Well, Is Black and White Photography Just A Gimmick?

flea market cutlery shot illford c41
Cutlery in a flea market in Cannes. Shot on Illford XP2, a B+W negative film made for .processing in C41 colour chemicals.

Click on images for larger view

No less an authority than Allen Murabayashi, Chairman and Co-founder of Photoshelter, posted an article on his site’s blog posing this very question. I was somewhat surprised when I saw the title of the article, and at first I dismissed it as someone seeking a bit of controversy for the sake of it.

Then I began to  ponder the question. Is Black + White a gimmick?

Originally, all photography was b+w, and, apart from some early pioneers, it remained that way for several decades. The question then was not “is b+w a gimmick?”, but rather “is photography a gimmick?” B+W was all you had. In the 1930s, as Murabayashi states, Kodak introduced Kodakchrome, and colour became “mainstream”.

b+w portrait shot with kodak brownie
This is a picture of me shot by my brother in the 1960s, on a Kodak Brownie camera. At that time we didn’t ponder whether B+W was a gimmick or not…it was all we had.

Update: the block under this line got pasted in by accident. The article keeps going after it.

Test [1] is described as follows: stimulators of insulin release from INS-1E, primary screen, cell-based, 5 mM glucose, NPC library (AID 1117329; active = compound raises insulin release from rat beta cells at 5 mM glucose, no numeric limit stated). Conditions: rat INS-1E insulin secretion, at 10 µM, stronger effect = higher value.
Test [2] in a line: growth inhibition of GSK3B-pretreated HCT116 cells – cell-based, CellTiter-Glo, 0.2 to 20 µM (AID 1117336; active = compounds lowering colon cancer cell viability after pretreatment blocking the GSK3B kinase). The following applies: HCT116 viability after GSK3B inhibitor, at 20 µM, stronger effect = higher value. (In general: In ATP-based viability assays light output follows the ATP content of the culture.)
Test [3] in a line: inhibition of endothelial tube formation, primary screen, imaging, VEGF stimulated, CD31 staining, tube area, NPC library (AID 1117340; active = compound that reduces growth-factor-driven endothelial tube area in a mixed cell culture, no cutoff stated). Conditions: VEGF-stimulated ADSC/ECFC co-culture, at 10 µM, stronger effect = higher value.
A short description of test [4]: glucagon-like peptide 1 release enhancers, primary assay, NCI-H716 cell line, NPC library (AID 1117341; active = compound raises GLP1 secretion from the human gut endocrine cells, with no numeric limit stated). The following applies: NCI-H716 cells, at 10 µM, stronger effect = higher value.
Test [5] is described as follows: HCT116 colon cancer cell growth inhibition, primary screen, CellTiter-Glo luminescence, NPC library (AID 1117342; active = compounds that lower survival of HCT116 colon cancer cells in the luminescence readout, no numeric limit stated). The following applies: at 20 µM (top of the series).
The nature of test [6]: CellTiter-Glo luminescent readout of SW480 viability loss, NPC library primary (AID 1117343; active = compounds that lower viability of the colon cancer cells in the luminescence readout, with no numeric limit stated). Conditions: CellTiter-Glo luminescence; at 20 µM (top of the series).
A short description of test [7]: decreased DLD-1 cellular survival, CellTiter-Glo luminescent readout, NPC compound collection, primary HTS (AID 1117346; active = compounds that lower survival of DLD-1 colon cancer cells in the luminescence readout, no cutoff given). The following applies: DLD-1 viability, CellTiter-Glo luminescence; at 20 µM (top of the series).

Growing up in the 50s and 60s I can remember very few (perhaps only two) people who used Kodachrome, or colour slides as we plebs used to call them. The vast majority of us still used “normal” black and white film. Colour slides were for people who took their photography seriously. But there was no getting away from it, those Kodachrome pictures were impressive. I’m not talking about impressive from a colour rendition perspective – who the heck knew anything about colour rendering back then? – I’m talking about impressive due to the simple fact that they were in colour. Of course we saw colour photographs in magazines, but here was a picture, shot by Uncle George, who was just “one of us”, that was also in colour.